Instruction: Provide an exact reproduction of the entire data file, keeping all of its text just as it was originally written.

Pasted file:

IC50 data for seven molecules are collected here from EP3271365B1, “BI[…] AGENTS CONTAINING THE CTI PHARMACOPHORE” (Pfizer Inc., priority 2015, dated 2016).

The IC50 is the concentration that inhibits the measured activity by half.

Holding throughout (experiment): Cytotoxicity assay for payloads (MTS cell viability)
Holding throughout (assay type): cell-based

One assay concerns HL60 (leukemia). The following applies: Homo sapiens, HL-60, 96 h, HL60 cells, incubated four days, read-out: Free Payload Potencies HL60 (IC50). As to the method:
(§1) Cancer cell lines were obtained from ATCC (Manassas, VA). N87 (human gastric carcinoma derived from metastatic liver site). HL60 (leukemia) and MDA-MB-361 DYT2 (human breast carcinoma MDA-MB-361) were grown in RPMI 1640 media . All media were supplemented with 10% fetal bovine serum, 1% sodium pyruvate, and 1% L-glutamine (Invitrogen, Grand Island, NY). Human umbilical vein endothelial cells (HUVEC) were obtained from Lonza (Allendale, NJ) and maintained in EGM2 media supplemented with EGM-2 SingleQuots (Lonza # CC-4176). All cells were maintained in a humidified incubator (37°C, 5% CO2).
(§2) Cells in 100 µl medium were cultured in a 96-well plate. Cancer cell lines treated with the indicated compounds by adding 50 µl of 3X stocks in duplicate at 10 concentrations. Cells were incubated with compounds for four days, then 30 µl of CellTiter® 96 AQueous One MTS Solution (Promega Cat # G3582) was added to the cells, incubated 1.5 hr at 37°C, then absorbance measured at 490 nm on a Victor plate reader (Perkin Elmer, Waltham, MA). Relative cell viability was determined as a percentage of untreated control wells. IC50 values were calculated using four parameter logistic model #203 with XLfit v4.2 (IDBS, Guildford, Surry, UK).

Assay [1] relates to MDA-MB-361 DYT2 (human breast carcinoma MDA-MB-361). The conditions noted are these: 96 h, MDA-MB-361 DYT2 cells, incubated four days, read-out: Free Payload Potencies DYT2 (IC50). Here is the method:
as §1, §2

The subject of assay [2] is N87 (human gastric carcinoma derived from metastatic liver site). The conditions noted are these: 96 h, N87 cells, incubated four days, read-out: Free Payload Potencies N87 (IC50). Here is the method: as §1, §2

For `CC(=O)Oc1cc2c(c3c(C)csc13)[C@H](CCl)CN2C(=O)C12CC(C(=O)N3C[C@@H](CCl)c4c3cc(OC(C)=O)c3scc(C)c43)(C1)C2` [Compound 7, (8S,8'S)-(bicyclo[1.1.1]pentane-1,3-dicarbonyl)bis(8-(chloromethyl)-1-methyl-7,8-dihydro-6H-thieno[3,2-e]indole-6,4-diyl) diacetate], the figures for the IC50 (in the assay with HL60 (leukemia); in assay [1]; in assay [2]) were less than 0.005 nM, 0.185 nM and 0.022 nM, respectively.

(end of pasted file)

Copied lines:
IC50 data for seven molecules are collected here from EP3271365B1, “BI[…] AGENTS CONTAINING THE CTI PHARMACOPHORE” (Pfizer Inc., priority 2015, dated 2016).

The IC50 is the concentration that inhibits the measured activity by half.

Holding throughout (experiment): Cytotoxicity assay for payloads (MTS cell viability)
Holding throughout (assay type): cell-based

One assay concerns HL60 (leukemia). The following applies: Homo sapiens, HL-60, 96 h, HL60 cells, incubated four days, read-out: Free Payload Potencies HL60 (IC50). As to the method:
(§1) Cancer cell lines were obtained from ATCC (Manassas, VA). N87 (human gastric carcinoma derived from metastatic liver site). HL60 (leukemia) and MDA-MB-361 DYT2 (human breast carcinoma MDA-MB-361) were grown in RPMI 1640 media . All media were supplemented with 10% fetal bovine serum, 1% sodium pyruvate, and 1% L-glutamine (Invitrogen, Grand Island, NY). Human umbilical vein endothelial cells (HUVEC) were obtained from Lonza (Allendale, NJ) and maintained in EGM2 media supplemented with EGM-2 SingleQuots (Lonza # CC-4176). All cells were maintained in a humidified incubator (37°C, 5% CO2).
(§2) Cells in 100 µl medium were cultured in a 96-well plate. Cancer cell lines treated with the indicated compounds by adding 50 µl of 3X stocks in duplicate at 10 concentrations. Cells were incubated with compounds for four days, then 30 µl of CellTiter® 96 AQueous One MTS Solution (Promega Cat # G3582) was added to the cells, incubated 1.5 hr at 37°C, then absorbance measured at 490 nm on a Victor plate reader (Perkin Elmer, Waltham, MA). Relative cell viability was determined as a percentage of untreated control wells. IC50 values were calculated using four parameter logistic model #203 with XLfit v4.2 (IDBS, Guildford, Surry, UK).

Assay [1] relates to MDA-MB-361 DYT2 (human breast carcinoma MDA-MB-361). The conditions noted are these: 96 h, MDA-MB-361 DYT2 cells, incubated four days, read-out: Free Payload Potencies DYT2 (IC50). Here is the method:
as §1, §2

The subject of assay [2] is N87 (human gastric carcinoma derived from metastatic liver site). The conditions noted are these: 96 h, N87 cells, incubated four days, read-out: Free Payload Potencies N87 (IC50). Here is the method: as §1, §2

For `CC(=O)Oc1cc2c(c3c(C)csc13)[C@H](CCl)CN2C(=O)C12CC(C(=O)N3C[C@@H](CCl)c4c3cc(OC(C)=O)c3scc(C)c43)(C1)C2` [Compound 7, (8S,8'S)-(bicyclo[1.1.1]pentane-1,3-dicarbonyl)bis(8-(chloromethyl)-1-methyl-7,8-dihydro-6H-thieno[3,2-e]indole-6,4-diyl) diacetate], the figures for the IC50 (in the assay with HL60 (leukemia); in assay [1]; in assay [2]) were less than 0.005 nM, 0.185 nM and 0.022 nM, respectively.